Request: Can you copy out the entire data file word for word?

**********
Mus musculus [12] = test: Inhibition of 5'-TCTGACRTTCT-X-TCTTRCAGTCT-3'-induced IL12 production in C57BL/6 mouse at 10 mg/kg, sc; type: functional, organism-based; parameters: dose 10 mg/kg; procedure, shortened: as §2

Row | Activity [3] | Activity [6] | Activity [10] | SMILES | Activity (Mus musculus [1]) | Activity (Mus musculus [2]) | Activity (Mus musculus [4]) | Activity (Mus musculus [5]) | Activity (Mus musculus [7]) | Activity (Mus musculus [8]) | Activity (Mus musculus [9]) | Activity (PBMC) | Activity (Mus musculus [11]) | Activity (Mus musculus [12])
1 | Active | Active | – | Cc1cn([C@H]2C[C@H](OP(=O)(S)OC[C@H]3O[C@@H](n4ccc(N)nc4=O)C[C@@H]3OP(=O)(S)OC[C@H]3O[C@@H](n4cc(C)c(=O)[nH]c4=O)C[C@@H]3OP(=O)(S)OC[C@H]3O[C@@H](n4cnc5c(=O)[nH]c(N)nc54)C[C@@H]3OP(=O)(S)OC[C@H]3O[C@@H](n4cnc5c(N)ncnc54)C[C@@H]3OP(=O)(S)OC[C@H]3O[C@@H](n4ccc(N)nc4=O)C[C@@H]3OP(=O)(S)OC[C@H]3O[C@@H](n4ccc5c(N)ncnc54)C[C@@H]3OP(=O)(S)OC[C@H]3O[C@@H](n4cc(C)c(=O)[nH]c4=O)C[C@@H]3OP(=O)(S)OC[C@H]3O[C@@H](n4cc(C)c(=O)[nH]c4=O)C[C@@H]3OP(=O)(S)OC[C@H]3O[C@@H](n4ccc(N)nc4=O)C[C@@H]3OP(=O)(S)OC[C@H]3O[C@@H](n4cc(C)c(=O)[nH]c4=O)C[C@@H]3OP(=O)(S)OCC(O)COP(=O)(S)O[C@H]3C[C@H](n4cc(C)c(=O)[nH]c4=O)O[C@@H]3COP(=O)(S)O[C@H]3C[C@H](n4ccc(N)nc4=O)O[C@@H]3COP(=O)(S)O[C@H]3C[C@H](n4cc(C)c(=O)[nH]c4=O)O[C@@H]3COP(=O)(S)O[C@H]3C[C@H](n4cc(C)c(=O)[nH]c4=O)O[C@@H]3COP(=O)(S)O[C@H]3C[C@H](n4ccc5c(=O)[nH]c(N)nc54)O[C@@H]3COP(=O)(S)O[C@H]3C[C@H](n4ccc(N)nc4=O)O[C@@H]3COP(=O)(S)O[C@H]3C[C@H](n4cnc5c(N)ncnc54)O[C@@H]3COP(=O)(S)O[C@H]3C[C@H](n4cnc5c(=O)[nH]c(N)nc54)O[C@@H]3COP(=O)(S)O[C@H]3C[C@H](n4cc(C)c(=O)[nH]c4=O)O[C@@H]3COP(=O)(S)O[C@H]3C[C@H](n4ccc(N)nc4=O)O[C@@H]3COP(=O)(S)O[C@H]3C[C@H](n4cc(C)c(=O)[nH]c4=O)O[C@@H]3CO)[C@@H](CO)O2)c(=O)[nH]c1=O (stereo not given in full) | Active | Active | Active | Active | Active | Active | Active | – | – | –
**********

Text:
Mus musculus [12] = test: Inhibition of 5'-TCTGACRTTCT-X-TCTTRCAGTCT-3'-induced IL12 production in C57BL/6 mouse at 10 mg/kg, sc; type: functional, organism-based; parameters: dose 10 mg/kg; procedure, shortened: as §2

Row | Activity [3] | Activity [6] | Activity [10] | SMILES | Activity (Mus musculus [1]) | Activity (Mus musculus [2]) | Activity (Mus musculus [4]) | Activity (Mus musculus [5]) | Activity (Mus musculus [7]) | Activity (Mus musculus [8]) | Activity (Mus musculus [9]) | Activity (PBMC) | Activity (Mus musculus [11]) | Activity (Mus musculus [12])
1 | Active | Active | – | Cc1cn([C@H]2C[C@H](OP(=O)(S)OC[C@H]3O[C@@H](n4ccc(N)nc4=O)C[C@@H]3OP(=O)(S)OC[C@H]3O[C@@H](n4cc(C)c(=O)[nH]c4=O)C[C@@H]3OP(=O)(S)OC[C@H]3O[C@@H](n4cnc5c(=O)[nH]c(N)nc54)C[C@@H]3OP(=O)(S)OC[C@H]3O[C@@H](n4cnc5c(N)ncnc54)C[C@@H]3OP(=O)(S)OC[C@H]3O[C@@H](n4ccc(N)nc4=O)C[C@@H]3OP(=O)(S)OC[C@H]3O[C@@H](n4ccc5c(N)ncnc54)C[C@@H]3OP(=O)(S)OC[C@H]3O[C@@H](n4cc(C)c(=O)[nH]c4=O)C[C@@H]3OP(=O)(S)OC[C@H]3O[C@@H](n4cc(C)c(=O)[nH]c4=O)C[C@@H]3OP(=O)(S)OC[C@H]3O[C@@H](n4ccc(N)nc4=O)C[C@@H]3OP(=O)(S)OC[C@H]3O[C@@H](n4cc(C)c(=O)[nH]c4=O)C[C@@H]3OP(=O)(S)OCC(O)COP(=O)(S)O[C@H]3C[C@H](n4cc(C)c(=O)[nH]c4=O)O[C@@H]3COP(=O)(S)O[C@H]3C[C@H](n4ccc(N)nc4=O)O[C@@H]3COP(=O)(S)O[C@H]3C[C@H](n4cc(C)c(=O)[nH]c4=O)O[C@@H]3COP(=O)(S)O[C@H]3C[C@H](n4cc(C)c(=O)[nH]c4=O)O[C@@H]3COP(=O)(S)O[C@H]3C[C@H](n4ccc5c(=O)[nH]c(N)nc54)O[C@@H]3COP(=O)(S)O[C@H]3C[C@H](n4ccc(N)nc4=O)O[C@@H]3COP(=O)(S)O[C@H]3C[C@H](n4cnc5c(N)ncnc54)O[C@@H]3COP(=O)(S)O[C@H]3C[C@H](n4cnc5c(=O)[nH]c(N)nc54)O[C@@H]3COP(=O)(S)O[C@H]3C[C@H](n4cc(C)c(=O)[nH]c4=O)O[C@@H]3COP(=O)(S)O[C@H]3C[C@H](n4ccc(N)nc4=O)O[C@@H]3COP(=O)(S)O[C@H]3C[C@H](n4cc(C)c(=O)[nH]c4=O)O[C@@H]3CO)[C@@H](CO)O2)c(=O)[nH]c1=O (stereo not given in full) | Active | Active | Active | Active | Active | Active | Active | – | – | –